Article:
Anne Heche had cocaine in her system at the time of her fatal car crash into a home

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Actress Anne Heche had cocaine in her system during her fatal car accident at a Los Angeles home, according to her latest autopsy and toxicology report.

Along with traces of cocaine, the toxicology report states that fentanyl was detected in the Emmy Award-winning actress’s body from the pain treatment she received after the horror crash. TMZ reports.

Heche crashed into the LA home at 100 mph, sparking a blaze that trapped her in her car for 45 minutes as dozens of firefighters worked to free her.

The report also notes that there was no alcohol in Heche’s body, despite a photo of her holding a bottle of vodka in her blue Mini Cooper just before the wreck.

Anne Heche had cocaine in her system during her fatal car accident that resulted in a massive fire that trapped her for 45 minutes.  In the photo: Heche just before the crash

Anne Heche had cocaine in her system during her fatal car accident that resulted in a massive fire that trapped her for 45 minutes. In the photo: Heche just before the crash

The August 5 crash scene was chaotic with firefighters braving the flames to rescue Heche and homeowner Lynne Mishele

The August 5 crash scene was chaotic with firefighters braving the flames to rescue Heche and homeowner Lynne Mishele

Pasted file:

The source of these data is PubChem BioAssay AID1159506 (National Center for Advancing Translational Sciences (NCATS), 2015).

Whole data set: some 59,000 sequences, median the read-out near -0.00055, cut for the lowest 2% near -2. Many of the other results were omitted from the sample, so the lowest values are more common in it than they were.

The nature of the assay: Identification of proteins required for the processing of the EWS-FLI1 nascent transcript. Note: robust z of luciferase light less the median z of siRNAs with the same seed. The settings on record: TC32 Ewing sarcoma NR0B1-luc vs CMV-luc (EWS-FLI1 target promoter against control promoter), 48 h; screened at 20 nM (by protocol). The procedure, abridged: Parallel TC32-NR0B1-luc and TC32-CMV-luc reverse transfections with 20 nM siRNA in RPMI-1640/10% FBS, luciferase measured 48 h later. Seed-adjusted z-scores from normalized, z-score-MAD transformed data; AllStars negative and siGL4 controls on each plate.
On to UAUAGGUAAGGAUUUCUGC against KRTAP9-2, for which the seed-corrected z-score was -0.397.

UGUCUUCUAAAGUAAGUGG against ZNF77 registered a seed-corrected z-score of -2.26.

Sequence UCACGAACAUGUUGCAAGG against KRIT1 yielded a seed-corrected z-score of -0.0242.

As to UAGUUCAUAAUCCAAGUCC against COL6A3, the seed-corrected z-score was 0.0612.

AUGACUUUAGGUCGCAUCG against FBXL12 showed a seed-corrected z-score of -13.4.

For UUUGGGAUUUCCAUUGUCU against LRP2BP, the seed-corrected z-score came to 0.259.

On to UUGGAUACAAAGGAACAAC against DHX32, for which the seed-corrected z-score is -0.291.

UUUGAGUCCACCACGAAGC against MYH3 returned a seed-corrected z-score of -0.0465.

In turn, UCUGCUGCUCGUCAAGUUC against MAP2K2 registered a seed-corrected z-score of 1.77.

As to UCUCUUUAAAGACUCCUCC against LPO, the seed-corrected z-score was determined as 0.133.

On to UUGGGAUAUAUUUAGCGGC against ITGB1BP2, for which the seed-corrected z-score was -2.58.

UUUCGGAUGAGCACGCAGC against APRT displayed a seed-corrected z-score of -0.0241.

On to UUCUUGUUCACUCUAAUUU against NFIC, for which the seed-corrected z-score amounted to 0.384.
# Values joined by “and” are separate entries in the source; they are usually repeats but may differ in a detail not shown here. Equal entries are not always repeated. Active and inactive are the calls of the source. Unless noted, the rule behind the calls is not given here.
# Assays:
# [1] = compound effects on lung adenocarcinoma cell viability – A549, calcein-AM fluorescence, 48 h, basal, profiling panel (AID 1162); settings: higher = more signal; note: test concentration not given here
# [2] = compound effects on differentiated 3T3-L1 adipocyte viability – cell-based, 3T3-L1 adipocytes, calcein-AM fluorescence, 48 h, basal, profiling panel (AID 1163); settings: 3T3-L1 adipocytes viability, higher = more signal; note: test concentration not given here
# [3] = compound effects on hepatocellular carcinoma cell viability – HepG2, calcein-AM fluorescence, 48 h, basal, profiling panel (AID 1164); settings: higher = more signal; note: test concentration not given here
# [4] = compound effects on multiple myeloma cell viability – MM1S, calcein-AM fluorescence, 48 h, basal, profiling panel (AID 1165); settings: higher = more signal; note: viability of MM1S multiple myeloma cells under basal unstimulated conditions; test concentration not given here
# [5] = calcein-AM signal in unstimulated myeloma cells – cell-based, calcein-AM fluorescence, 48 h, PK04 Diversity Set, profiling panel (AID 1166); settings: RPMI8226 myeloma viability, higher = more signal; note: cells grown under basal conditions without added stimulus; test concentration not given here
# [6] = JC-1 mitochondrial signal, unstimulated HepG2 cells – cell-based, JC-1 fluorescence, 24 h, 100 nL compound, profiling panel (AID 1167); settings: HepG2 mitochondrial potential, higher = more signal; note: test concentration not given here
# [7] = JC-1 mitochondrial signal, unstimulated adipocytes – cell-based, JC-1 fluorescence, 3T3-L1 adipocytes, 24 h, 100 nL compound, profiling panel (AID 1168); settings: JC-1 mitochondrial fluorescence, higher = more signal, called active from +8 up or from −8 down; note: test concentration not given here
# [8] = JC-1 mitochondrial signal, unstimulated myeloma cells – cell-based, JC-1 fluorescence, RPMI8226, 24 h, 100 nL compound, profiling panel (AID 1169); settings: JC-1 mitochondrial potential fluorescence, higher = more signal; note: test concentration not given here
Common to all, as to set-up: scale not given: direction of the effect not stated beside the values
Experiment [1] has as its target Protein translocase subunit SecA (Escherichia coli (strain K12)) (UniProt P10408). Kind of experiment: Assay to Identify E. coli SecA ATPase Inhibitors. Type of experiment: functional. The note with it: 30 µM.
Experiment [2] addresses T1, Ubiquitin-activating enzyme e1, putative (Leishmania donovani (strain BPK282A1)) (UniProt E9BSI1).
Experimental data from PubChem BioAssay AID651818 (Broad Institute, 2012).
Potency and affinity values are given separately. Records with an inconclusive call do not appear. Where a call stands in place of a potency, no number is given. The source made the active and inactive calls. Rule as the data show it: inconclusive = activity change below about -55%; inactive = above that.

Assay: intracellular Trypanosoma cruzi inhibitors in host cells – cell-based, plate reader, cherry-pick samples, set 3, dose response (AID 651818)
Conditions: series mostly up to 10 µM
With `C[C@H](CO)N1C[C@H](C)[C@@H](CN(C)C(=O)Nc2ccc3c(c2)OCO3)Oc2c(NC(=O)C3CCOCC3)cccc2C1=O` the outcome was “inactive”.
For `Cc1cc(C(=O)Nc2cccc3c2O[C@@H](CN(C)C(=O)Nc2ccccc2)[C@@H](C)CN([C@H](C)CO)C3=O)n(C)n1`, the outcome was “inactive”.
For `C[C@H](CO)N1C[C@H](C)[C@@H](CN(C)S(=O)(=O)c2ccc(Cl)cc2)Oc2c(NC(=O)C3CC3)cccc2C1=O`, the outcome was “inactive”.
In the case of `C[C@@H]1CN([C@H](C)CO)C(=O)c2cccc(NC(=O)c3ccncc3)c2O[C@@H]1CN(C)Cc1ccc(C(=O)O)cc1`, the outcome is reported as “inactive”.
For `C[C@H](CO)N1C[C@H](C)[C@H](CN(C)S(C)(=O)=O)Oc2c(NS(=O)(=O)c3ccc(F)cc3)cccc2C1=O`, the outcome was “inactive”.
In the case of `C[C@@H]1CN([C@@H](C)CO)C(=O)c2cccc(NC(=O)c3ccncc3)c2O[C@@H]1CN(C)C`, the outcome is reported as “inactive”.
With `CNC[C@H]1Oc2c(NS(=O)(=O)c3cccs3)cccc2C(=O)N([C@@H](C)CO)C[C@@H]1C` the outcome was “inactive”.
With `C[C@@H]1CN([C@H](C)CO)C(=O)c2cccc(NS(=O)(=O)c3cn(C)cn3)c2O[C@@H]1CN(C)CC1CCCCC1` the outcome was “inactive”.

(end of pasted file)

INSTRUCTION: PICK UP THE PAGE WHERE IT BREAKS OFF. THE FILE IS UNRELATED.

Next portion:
The August 5 crash scene was chaotic with firefighters braving the flames to rescue Heche and homeowner Lynne Mishele

Pictured: Heche is loaded into an ambulance after suffering burns and smoke inhalation

Pictured: Heche is loaded into an ambulance after suffering burns and smoke inhalation

Pictured: Heche is loaded into an ambulance after suffering burns and smoke inhalation

According to the timestamp on the LA Fire Department’s footage, the first of 59 firefighters arrived at the burning house at 11:01 a.m. on August 5, with reports that Heche was trapped in the car.

After homeowner Lynne Mishele pulled out of the blaze, officials mistakenly believed no one else was in the home, where the vehicle was not in sight.

After finding the car, emergency services had to wait for a heavy tow truck to brave the fire and pull the vehicle out, rescuing Heche at around 11:49 a.m.

She was badly burned and slipped into a coma after being transported to Ronald Reagan UCLA Medical Center.

Heche suffered “severe anoxic brain injury” caused by a lack of oxygen, according to a statement on behalf of her family and friends.

She was declared brain dead seven days later, but was kept on a ventilator until her organs could be donated.

Heche’s life support machine was turned off on August 14 and she was cremated on August 18.

A coroner ruled on August 17 that Heche died of inhalation injuries and burns, and the death was ruled accidental.

Firefighters arrived at the scene at 11:01 a.m. on August 5, shortly after the crash, and worked to contain the flames to allow for the rescue efforts